In 1991, Mullah Krekar arrived in Norway as a refugee.
An Iraqi Kurd born under the name Najmeddine Faraj Ahmad, he has acknowledged he is the co-founder of Ansar al-Islam, a notorious Sunni Islamist group that targeted U.S. troops during the Iraq insurgency and has been linked to both al-Qaeda and the Islamic State.
While he says he no longer has any links to the group, the 58-year-old Krekar faced multiple criminal charges in Norway, earning himself the label of a "danger to national security" from the Supreme Court of Norway and a place on a United Nations list of terrorists.
Yet Norway can't deport Krekar. The country has had an expulsion order against him since 2003, but it has been unable to send him to Iraq due to Norway's humanitarian concerns that he may face torture or execution there.
Last month, Norway released Krekar from prison, where he had served almost three years for death threats against Prime Minister Erna Solberg and three Kurds. Now the country faces a dilemma: What to do with an extremist non-citizen who cannot be deported?
Norway's solution, at least for the time being, is to keep him in the country, yet send him far, far away. On 2 February 2015, a court in Oslo said Krekar cannot stay in the Norwegian capital and instead must live in Kyrksaeteroera, a village with a few thousand inhabitants that is a nine-hour drive away.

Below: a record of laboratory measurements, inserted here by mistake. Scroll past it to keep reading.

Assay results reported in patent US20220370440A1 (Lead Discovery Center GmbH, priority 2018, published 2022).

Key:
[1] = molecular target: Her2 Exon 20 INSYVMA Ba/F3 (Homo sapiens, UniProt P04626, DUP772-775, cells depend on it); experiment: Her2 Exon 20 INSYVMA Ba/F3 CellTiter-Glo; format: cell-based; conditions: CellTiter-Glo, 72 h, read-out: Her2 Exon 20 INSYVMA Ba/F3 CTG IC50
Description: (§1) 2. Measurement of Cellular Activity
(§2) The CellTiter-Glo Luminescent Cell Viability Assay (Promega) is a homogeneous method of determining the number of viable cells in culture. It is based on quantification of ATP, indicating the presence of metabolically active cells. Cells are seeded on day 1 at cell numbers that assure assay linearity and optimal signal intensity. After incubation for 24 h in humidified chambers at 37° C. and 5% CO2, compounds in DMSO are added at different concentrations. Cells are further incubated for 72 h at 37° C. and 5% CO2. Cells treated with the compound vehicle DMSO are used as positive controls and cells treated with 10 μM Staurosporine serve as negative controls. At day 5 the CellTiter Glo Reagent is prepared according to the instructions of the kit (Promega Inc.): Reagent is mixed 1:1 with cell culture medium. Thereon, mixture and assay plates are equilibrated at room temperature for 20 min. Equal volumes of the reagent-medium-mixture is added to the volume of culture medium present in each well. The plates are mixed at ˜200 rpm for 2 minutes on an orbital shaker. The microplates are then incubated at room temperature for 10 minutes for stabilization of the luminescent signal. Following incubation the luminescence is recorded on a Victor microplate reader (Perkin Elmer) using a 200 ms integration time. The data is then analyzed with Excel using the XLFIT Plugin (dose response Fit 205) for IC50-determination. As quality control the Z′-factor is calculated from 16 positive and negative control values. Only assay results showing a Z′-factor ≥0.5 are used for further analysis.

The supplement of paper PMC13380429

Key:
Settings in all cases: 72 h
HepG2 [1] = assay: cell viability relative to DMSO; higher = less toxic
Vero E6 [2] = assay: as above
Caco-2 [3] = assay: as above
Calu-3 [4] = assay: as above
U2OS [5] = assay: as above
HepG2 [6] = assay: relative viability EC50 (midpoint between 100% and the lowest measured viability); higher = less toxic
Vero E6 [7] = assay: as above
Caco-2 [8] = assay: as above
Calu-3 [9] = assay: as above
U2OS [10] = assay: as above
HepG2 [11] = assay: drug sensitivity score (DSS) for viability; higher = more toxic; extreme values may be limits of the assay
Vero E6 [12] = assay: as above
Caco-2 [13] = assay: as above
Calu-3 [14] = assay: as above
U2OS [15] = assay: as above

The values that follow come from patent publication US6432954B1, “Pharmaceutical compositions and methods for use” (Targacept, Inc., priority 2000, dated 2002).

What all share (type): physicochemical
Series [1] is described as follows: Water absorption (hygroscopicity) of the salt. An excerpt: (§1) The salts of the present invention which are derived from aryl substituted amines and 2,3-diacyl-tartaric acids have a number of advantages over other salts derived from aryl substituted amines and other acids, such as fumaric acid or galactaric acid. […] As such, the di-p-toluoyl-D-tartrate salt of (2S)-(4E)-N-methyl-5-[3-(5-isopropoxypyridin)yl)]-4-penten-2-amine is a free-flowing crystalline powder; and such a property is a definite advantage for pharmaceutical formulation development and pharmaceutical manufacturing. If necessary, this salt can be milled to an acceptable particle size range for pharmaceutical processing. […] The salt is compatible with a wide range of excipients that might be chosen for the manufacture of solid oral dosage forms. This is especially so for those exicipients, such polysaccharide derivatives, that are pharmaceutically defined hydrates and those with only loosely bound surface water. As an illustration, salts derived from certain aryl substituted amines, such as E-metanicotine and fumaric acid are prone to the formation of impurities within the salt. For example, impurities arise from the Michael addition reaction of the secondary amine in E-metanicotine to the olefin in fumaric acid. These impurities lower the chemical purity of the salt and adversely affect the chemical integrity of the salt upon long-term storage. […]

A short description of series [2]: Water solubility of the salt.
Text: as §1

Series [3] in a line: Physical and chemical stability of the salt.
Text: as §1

Under the court's orders, the married father of four would live at a refugee center in the village and be required to check in with police several times a week.
"With some misgivings, the court considers that the basic national interest, at least until 31 December 2015, must take precedence over Faraj's right to a family life, freedom to move freely throughout the country and to choose his own place of residence," the court's decision read, according to Agence France-Presse.
The move is reminiscent of other "internal deportations" throughout history: There are even echoes of Leon Trotsky's brief time in Norway, where he lived under house arrest in a rural area before eventually being deported to Mexico. It comes at a time of intense scrutiny about Islamist extremism in Europe in the wake of the rise of the Islamic State militant group and last month's terrorist attacks in Paris.
Norway's hope is that Krekar will leave Norway at some point: According to the newspaper Aftenposten, there are talks with Italy to deport him there so he can face more charges; Germany and Switzerland have also been explored as possibilities.
For now, however, Krekar is appealing the decision to send him to Kyrksaeteroera -- and staying at a secret location in Oslo.
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